The luthier on the hill

Boaz Elyakam, with a pet parrot on his shoulder, plays a 6 double string guitar with no sound hole.

By Yoni Peres

Yoni Peres

Ruth Elyakam

KIBBUTZ ALONEI HABASHAN, Golan Heights — Driving on the winding road, up the hills of the Golan Height, one cannot ignore the breath taking scenery – Lush green rugged meadows, lakes, creeks and little water falls, and cowboys on horses leading herds of cows.

Not far from the Golan “capitol”- Katzrin, I entered the gate of Kibbutz Alonei Habashan, just half a mile away from the Syrian-Israeli border.

Boaz’s wife was standing at the entrance of a very simple house and invited me inside. In the kitchen, her husband was sitting at a long wooden table, with a parrot on his shoulder, playing one of his unusual guitars.

Over a hot cup of Turkish coffee, Boaz begins telling his fascinating life story: His roots trace back many generations in Israel (formerly Palestine), one side from Pekiin and the other from Shefar’am, both village in the Galilee. Boaz was born in the Haifa Bay area, a region which many of the famous Israeli rock singers and bands have originated from. Both his father and grandfather were violin makers.

He began playing guitar as a teenager and after his military service, traveled to New York, like many other Israelis at that time, with the “American dream” in his mind, hoping for a successful musical career. However, the dream did not come true and he decided at that point of his life to take a break and travel the world on a motorcycle. While traveling throughout Europe, South, Central and North America, he studied guitar building, as well as flamenco and classical guitar playing.

Boaz’s motorcycle

“Seeing so much traditional building, made me want to go for something a little further… a little more challenging than a standard classical guitar,” Boaz told me.”I have spent most of my life looking for acoustically perfect sound in the classical guitar. My goal is to reach a level of perfection in each of my instruments, consistently, that has not yet been achieved by any luthier.”

Building stringed instruments supported his traveling the world for the purpose of meeting other luthiers and discovering more methods, materials and building techniques.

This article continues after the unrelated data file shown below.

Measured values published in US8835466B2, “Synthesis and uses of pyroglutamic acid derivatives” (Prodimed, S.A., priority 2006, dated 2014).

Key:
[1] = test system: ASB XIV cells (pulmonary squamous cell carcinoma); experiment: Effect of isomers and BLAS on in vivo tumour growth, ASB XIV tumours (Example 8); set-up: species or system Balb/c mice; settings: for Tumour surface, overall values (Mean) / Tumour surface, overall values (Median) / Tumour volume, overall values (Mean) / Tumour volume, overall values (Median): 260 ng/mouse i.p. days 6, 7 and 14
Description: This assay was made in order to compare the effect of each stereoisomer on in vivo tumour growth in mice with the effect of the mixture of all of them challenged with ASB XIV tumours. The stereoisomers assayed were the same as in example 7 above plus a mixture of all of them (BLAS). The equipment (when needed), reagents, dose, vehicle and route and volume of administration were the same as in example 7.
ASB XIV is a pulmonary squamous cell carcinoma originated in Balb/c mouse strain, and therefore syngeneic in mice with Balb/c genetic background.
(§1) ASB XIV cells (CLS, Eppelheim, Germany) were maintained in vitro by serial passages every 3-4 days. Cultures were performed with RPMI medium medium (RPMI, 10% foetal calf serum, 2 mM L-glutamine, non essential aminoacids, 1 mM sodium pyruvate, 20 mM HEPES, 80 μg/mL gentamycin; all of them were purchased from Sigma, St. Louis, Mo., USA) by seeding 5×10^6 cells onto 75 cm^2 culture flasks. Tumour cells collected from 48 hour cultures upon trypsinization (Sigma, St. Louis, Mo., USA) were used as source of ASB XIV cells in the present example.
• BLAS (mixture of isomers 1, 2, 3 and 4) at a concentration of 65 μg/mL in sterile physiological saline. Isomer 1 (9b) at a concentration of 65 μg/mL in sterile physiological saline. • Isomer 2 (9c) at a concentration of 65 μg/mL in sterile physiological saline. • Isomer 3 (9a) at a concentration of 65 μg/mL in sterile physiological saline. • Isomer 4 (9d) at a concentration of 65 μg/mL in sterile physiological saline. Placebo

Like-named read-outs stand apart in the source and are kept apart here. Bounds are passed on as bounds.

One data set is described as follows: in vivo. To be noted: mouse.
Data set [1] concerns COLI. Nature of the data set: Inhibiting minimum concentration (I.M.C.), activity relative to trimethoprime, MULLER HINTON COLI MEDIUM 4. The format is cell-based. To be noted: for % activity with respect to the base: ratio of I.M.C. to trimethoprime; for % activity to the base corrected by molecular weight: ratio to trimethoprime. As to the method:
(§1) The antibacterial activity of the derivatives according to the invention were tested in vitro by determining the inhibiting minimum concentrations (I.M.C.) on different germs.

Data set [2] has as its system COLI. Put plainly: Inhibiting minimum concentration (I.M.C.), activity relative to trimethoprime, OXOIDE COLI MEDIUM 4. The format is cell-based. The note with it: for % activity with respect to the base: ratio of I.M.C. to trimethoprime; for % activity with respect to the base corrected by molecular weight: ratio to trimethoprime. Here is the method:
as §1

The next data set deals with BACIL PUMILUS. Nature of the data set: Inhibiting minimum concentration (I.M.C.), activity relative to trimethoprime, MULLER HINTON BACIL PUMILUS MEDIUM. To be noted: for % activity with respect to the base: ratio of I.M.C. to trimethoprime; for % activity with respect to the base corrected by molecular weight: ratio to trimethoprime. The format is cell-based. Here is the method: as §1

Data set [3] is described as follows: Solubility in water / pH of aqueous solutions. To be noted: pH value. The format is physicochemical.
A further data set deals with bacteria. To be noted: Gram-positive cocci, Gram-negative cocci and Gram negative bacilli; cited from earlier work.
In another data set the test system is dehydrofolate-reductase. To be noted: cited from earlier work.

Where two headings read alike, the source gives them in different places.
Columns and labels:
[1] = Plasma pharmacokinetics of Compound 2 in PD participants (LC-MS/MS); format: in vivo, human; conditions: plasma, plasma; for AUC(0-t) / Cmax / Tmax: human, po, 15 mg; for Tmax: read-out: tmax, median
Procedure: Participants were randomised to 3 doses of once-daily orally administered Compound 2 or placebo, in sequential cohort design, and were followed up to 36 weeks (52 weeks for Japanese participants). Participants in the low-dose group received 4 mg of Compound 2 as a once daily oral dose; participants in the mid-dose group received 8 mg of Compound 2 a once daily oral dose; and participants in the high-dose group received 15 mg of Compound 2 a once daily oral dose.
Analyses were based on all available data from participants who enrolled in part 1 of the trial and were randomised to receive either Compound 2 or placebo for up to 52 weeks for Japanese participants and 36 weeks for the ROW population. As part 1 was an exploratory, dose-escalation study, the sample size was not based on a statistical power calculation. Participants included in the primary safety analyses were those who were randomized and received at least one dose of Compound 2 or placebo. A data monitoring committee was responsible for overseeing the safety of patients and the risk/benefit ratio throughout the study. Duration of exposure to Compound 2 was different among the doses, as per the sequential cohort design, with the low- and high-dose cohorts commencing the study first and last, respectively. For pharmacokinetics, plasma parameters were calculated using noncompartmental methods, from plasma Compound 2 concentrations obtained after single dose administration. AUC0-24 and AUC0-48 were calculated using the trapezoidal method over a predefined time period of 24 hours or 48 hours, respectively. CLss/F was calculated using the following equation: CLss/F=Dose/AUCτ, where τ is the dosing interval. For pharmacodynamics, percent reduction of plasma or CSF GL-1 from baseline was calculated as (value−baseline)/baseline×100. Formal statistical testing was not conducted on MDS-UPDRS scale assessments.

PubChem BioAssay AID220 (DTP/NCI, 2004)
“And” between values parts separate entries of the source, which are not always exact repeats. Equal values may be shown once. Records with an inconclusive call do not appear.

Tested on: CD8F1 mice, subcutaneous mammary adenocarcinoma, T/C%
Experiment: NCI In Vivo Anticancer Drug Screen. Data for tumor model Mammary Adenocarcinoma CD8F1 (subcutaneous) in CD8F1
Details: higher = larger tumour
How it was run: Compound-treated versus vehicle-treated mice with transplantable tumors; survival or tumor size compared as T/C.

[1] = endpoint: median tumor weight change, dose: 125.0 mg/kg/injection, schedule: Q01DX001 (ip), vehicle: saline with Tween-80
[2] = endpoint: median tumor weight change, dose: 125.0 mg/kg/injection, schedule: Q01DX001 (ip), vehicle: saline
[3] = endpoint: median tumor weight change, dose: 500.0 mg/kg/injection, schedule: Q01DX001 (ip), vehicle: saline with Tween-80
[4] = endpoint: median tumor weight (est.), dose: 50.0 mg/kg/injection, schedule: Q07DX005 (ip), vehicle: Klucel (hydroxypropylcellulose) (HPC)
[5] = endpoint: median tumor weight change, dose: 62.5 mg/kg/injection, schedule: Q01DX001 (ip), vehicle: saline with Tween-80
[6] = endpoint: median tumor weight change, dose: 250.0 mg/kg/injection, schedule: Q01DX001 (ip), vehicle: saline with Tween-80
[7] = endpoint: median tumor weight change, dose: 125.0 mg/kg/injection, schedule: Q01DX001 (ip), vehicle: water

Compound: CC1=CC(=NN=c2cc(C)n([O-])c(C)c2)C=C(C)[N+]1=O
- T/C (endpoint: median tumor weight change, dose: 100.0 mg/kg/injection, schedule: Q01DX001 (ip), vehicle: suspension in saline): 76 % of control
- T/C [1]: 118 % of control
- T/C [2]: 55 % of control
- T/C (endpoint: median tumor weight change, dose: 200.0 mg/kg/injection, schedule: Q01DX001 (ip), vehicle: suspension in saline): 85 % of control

Guitar Mold

The combination of playing and building allowed Boaz to make first-rate guitars for some of the best guitarists worldwide. One of the famous instruments he designed is a compact traveling guitar, with a size that allows the traveler to stick it into his backpack.

At one point of his travels, he settled down on a farm, in Baja California, Mexico. He fell in love and married Laura, a charming lady from Ensenada. Laura decided to go through an Orthodox conversion, and changed her name to Ruth- exactly like Ruth and Boaz in the Bible… back in Israel, on the kibbutz, they now raise three sweet children.

After the coffee and conversation, it was time to see the site where all the instrumental miracles are born. In my mind, I had imagined a fancy state of the art factory. However, Boaz led us to a tiny store house. In front of it, there is a barbecue and a meat smoker. “Every time I finish building an instrument, we celebrate here,” he smiles.

grape press

Walking into the hut, the first thing I notice is a massive motorcycle, a memory for the long years traveling on the roads. Then there are barrels, machines and instruments for wine and liquor production. “Here is where I produce wine, whiskey and arak,” he says proudly, ” I even brought agave plants from Mexico, in order to be the first blue-and-white tequila producer.”

And finally we approach the main production line – musical instruments. The room is full of string instruments, in various stages of construction. Boaz shows us some of the unique products: Guitars with double and triple strings, traveling guitars, modular guitars and replicas of old classical Baroque guitars. He is thrilled and excited, as if each of them were his baby.

Baroque guitar

He opens up some drawers to show guitars ready to go for special orders. “I use simple manual carpentry tools. I work very patiently on each instrument. However, one thing I do not compromise on is the materials.” Boaz is ready to cross the world in order to find a specific type of wood, metal, animal bones, or shells.

Each instrument production takes weeks to months. And the prices – accordingly, range from thousands to tens of thousands dollars.

State of the Art guitar

One drawer contains issues of many of the most important guitar and musical magazines, some with articles on Boaz. He travels all over the world for workshops, master classes and consultations.

After thre mesmerizing hours, he apologizes: “I have to leave for performance in one of the IDF camps in the area. But please, come back again and do not leave without a home made bottle of wine…”

Making my way back to Tel Aviv from the amazing experience, through the beautiful hills, overlooking the sea of Galilee, I feel like I have charged my batteries for a long time. This is one of the scenes which warms up my heart and gives me another reason to be proud of Israel, my country.

*
Peres, a retired veterinarian, is a freelance writer based in the Tel Aviv metropolitan area.

 

 

 

 

 

 

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